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How to Use Windows Vista Speech Recognition

How to Use Windows Vista Speech Recognition
How to Use Windows Vista Speech Recognition

    Voice recognition software has been around for a long time, but it’s only in the last few years that it has become accurate enough and simple enough to use with any regularity. It has also been rather expensive, with “basic” versions running around $80-100 and “premium” versions running to several hundred dollars – prompting many buyers to ask what was missing from the lower-priced versions.

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    If you have Windows Vista, though, you might be surprised to find that voice recognition is built in – and that it’s pretty good. While it takes some getting used to, with a little practice you’ll soon be able to use speech recognition to create and edit documents as well as to control most of the functions of your computer.

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    Before you can begin using speech recognition, you’ll need to spend about an hour setting it up. This involves detecting your headset or microphone, running through a tutorial, and training the software to recognize your speech patterns. To get started, complete these steps:

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    1. Open the Control Panel and double-click “Speech Recognition Options”. This opens the speech recognition panel, with commands for starting speech recognition, configuring your microphone, running the tutorial, training the software, and opening the speech reference card which will help you learn the commands.
    2. Double-click “Set up microphone”. Follow the instructions to make sure your microphone is working with your system. Note: although in theory you can use any microphone, standard microphones that plug into your sound card tend not to have good enough sound quality for speech recognition. Instead, you should look for a microphone or headset that plugs into your USB port. I use a basic Logitech model that cost about $40.00.
    3. Return to the Speech Recognition Options panel and double-click “Start Speech Recognition”. The first time you start speech recognition, it will run through the beginning setup and tutorial. The first tutorial lasts about 30 minutes and will teach you the commands you need to use with speech recognition while also training the software to recognize your voice. It helps to keep in mind when the tutorial becomes frustratingly repetitive, that it is also learning your vocal patterns.
    4. From the “Speech Recognition Options”, select “Train your computer to better understand you.” You’ll then be asked to read a rather lengthy text in one of several styles. This allows the computer to add to its database of vocal samples, improving recognition and reducing errors.
    5. When asked, have the program scan your “Documents” folder. Speech Recognition will add the words you commonly use to its database, and when it isn’t sure what word you meant it will recommend words to you based on how often you use words in your writing.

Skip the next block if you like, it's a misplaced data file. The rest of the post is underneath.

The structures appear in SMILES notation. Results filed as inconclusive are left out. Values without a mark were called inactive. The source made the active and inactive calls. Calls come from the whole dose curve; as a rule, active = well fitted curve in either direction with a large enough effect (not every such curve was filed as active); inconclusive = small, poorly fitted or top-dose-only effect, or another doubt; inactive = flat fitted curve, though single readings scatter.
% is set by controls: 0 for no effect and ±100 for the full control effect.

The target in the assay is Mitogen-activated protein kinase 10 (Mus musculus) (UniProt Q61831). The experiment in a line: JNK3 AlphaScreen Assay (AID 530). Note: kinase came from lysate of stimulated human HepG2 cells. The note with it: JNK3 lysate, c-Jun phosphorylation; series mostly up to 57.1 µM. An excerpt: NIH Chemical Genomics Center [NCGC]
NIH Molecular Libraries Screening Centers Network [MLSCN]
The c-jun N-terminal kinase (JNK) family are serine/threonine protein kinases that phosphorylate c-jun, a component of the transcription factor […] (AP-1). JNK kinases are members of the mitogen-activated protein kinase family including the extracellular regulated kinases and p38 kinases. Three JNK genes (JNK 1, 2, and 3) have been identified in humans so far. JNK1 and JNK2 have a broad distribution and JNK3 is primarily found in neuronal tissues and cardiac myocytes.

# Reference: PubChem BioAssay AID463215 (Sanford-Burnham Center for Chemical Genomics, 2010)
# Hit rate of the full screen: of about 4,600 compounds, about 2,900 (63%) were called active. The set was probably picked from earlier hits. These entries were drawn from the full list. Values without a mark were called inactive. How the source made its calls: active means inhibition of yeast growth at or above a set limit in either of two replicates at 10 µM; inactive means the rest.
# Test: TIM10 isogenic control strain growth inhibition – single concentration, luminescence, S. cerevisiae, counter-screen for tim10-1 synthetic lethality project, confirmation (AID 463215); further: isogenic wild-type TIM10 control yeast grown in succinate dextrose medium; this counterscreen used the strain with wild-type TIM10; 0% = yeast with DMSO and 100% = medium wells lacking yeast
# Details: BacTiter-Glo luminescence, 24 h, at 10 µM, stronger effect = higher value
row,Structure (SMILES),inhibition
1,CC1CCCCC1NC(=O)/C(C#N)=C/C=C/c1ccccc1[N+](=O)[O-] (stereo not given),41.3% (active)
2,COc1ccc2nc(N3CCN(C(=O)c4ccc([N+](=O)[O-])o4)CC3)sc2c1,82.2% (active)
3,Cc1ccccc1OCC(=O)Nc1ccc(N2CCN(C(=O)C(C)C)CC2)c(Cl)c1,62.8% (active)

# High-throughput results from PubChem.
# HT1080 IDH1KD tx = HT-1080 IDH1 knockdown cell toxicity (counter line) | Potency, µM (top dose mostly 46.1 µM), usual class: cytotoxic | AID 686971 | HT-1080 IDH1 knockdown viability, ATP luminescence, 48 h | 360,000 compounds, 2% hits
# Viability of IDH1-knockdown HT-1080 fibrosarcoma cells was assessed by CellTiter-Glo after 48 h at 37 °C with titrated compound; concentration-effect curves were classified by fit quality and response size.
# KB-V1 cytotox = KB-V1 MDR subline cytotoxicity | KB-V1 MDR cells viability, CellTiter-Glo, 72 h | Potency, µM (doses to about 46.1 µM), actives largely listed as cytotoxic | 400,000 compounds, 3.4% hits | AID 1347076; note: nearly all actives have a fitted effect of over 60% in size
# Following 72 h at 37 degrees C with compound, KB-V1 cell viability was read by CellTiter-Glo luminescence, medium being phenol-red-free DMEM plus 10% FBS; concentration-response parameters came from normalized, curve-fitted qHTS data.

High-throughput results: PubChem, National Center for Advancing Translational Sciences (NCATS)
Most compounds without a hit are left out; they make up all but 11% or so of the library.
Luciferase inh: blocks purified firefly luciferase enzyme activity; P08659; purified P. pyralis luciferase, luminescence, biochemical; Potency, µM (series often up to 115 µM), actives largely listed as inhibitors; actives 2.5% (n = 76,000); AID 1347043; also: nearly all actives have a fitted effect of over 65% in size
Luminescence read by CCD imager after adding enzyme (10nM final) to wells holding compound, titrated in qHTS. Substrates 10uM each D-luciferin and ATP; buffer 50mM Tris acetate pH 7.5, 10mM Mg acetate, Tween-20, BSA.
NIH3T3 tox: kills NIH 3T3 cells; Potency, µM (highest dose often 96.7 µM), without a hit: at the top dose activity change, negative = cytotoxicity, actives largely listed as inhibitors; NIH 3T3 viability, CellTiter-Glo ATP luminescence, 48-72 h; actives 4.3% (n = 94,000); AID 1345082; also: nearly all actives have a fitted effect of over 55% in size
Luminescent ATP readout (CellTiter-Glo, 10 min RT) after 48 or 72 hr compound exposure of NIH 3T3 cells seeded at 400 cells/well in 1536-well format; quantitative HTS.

It’s probably best if you find a quiet, secluded area to run through the set-up. First of all, you want your voice and only your voice to register when you’re training the software. More importantly, people will give you all sorts of crazy looks when they see you talking gibberish to your computer.

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    Once you’re set up, you can begin to enjoy the wonders of modern speech recognition. When you ran the tutorial, you learned how to do most basic tasks, so I won’t revisit those, but here are a few general tips:

    • Use speech recognition in a quiet place. If your microphone is any good at all, it will pick up all the stray noises in your vicinity and attempt to transcribe them. For some reason, my PC interprets every random sound as the word “if”.
    • Turn speech recognition off when you’re thinking. You say “stop listening” to put speech recognition into “sleep” mode; it awakes when you say “start listening”. For some reason, having it waiting and ready to transcribe when I’m thinking makes me feel rushed and nervous and I end up not being able to concentrate; turning off speech recognition is a way of acknowledging to myself that I can think things through as long as I need to. Plus, leaving it on is just inviting a string of random gibberish as the program transcribes the noise you make moving around, working, and even breathing.
    • Speak strongly and clearly. It helps to pretend you’re giving a speech. Use your best “Abraham Lincoln delivering the Gettysburg Address” voice.
    • “Spell it”. When you introduce a new word to the software’s vocabulary, or when you use a word that sounds like a lot of other words, the program is liable to screw up. Just say “spell it’ and spell the word out, slowly and precisely.
    • Retrain from time to time. As you get better at this (and it does take a while) you’ll change the way you talk — you’ll learn to speak more clearly, and you’ll become more confident thinking “on the fly”. Every once in a while, run through the tutorial and voice training, and have it scan your documents to pick up any new words. This has the added benefit of reminding you of things you’ve forgotten you could do.
    • Be patient. Don’t get too discouraged when you get a lot of errors on your first (and second, and third) try. You will get better at this with practice.

    There are good reasons to use speech recognition beside physical impairment that makes typing difficult or impossible. Using it well requires a level of vocal control and clarity that we don’t often practice, which helps to improve your speaking ability. It also helps learn to think on your feet — you’ll be surprised at how hard it is at first to compose meaningful sentences while speaking! It’s also a good way to move from a written draft to a typed draft; speaking your sentences aloud helps to catch awkward, unnatural phrasings that the eye tends to skip over. It’s also a good way to transcribe voice notes if you’re the kind of person that uses a digital recorder to take reminders over the course of the day.